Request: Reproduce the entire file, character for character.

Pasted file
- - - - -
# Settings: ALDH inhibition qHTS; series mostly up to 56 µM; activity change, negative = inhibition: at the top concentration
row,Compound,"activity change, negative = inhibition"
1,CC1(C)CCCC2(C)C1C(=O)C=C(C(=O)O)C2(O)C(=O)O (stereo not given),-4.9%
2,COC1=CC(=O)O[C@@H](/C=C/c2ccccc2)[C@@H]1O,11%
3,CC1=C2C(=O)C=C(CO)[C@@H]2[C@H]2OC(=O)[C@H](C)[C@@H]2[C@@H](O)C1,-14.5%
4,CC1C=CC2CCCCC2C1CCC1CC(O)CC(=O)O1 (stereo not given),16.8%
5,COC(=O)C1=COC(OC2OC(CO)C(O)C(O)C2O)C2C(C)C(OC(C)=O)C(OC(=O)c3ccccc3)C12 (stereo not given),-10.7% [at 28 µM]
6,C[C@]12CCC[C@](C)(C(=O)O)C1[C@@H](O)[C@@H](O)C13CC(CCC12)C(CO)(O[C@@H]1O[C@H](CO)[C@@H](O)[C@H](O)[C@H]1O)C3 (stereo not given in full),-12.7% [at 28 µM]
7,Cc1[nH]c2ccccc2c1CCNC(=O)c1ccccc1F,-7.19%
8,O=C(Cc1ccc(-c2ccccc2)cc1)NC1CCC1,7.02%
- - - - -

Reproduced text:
# Settings: ALDH inhibition qHTS; series mostly up to 56 µM; activity change, negative = inhibition: at the top concentration
row,Compound,"activity change, negative = inhibition"
1,CC1(C)CCCC2(C)C1C(=O)C=C(C(=O)O)C2(O)C(=O)O (stereo not given),-4.9%
2,COC1=CC(=O)O[C@@H](/C=C/c2ccccc2)[C@@H]1O,11%
3,CC1=C2C(=O)C=C(CO)[C@@H]2[C@H]2OC(=O)[C@H](C)[C@@H]2[C@@H](O)C1,-14.5%
4,CC1C=CC2CCCCC2C1CCC1CC(O)CC(=O)O1 (stereo not given),16.8%
5,COC(=O)C1=COC(OC2OC(CO)C(O)C(O)C2O)C2C(C)C(OC(C)=O)C(OC(=O)c3ccccc3)C12 (stereo not given),-10.7% [at 28 µM]
6,C[C@]12CCC[C@](C)(C(=O)O)C1[C@@H](O)[C@@H](O)C13CC(CCC12)C(CO)(O[C@@H]1O[C@H](CO)[C@@H](O)[C@H](O)[C@H]1O)C3 (stereo not given in full),-12.7% [at 28 µM]
7,Cc1[nH]c2ccccc2c1CCNC(=O)c1ccccc1F,-7.19%
8,O=C(Cc1ccc(-c2ccccc2)cc1)NC1CCC1,7.02%